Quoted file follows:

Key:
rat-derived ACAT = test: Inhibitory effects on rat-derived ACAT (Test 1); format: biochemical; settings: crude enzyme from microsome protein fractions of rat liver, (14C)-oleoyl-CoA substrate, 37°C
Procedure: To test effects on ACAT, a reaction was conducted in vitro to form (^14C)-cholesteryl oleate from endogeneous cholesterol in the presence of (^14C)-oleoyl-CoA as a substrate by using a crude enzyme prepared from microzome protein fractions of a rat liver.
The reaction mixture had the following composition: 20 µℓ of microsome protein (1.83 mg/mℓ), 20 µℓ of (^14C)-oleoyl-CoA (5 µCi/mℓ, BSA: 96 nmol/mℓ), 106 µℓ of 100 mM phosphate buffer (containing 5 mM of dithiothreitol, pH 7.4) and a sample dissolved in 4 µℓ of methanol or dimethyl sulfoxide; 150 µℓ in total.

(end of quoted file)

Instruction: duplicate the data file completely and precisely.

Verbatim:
Key:
rat-derived ACAT = test: Inhibitory effects on rat-derived ACAT (Test 1); format: biochemical; settings: crude enzyme from microsome protein fractions of rat liver, (14C)-oleoyl-CoA substrate, 37°C
Procedure: To test effects on ACAT, a reaction was conducted in vitro to form (^14C)-cholesteryl oleate from endogeneous cholesterol in the presence of (^14C)-oleoyl-CoA as a substrate by using a crude enzyme prepared from microzome protein fractions of a rat liver.
The reaction mixture had the following composition: 20 µℓ of microsome protein (1.83 mg/mℓ), 20 µℓ of (^14C)-oleoyl-CoA (5 µCi/mℓ, BSA: 96 nmol/mℓ), 106 µℓ of 100 mM phosphate buffer (containing 5 mM of dithiothreitol, pH 7.4) and a sample dissolved in 4 µℓ of methanol or dimethyl sulfoxide; 150 µℓ in total.